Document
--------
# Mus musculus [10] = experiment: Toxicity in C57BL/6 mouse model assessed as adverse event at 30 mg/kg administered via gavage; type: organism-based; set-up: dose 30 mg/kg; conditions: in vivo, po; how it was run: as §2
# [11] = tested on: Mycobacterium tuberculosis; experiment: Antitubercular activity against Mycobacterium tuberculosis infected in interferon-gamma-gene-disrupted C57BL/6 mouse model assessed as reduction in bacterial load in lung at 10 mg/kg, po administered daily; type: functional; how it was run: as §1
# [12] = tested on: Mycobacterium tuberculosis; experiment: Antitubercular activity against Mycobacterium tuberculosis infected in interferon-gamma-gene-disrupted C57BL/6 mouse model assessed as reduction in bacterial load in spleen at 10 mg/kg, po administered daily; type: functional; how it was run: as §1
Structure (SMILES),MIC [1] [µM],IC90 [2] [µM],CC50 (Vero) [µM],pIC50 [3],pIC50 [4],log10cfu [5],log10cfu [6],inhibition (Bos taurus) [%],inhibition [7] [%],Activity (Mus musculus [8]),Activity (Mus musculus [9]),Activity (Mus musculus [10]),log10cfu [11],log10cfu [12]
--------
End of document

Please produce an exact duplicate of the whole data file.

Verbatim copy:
# Mus musculus [10] = experiment: Toxicity in C57BL/6 mouse model assessed as adverse event at 30 mg/kg administered via gavage; type: organism-based; set-up: dose 30 mg/kg; conditions: in vivo, po; how it was run: as §2
# [11] = tested on: Mycobacterium tuberculosis; experiment: Antitubercular activity against Mycobacterium tuberculosis infected in interferon-gamma-gene-disrupted C57BL/6 mouse model assessed as reduction in bacterial load in lung at 10 mg/kg, po administered daily; type: functional; how it was run: as §1
# [12] = tested on: Mycobacterium tuberculosis; experiment: Antitubercular activity against Mycobacterium tuberculosis infected in interferon-gamma-gene-disrupted C57BL/6 mouse model assessed as reduction in bacterial load in spleen at 10 mg/kg, po administered daily; type: functional; how it was run: as §1
Structure (SMILES),MIC [1] [µM],IC90 [2] [µM],CC50 (Vero) [µM],pIC50 [3],pIC50 [4],log10cfu [5],log10cfu [6],inhibition (Bos taurus) [%],inhibition [7] [%],Activity (Mus musculus [8]),Activity (Mus musculus [9]),Activity (Mus musculus [10]),log10cfu [11],log10cfu [12]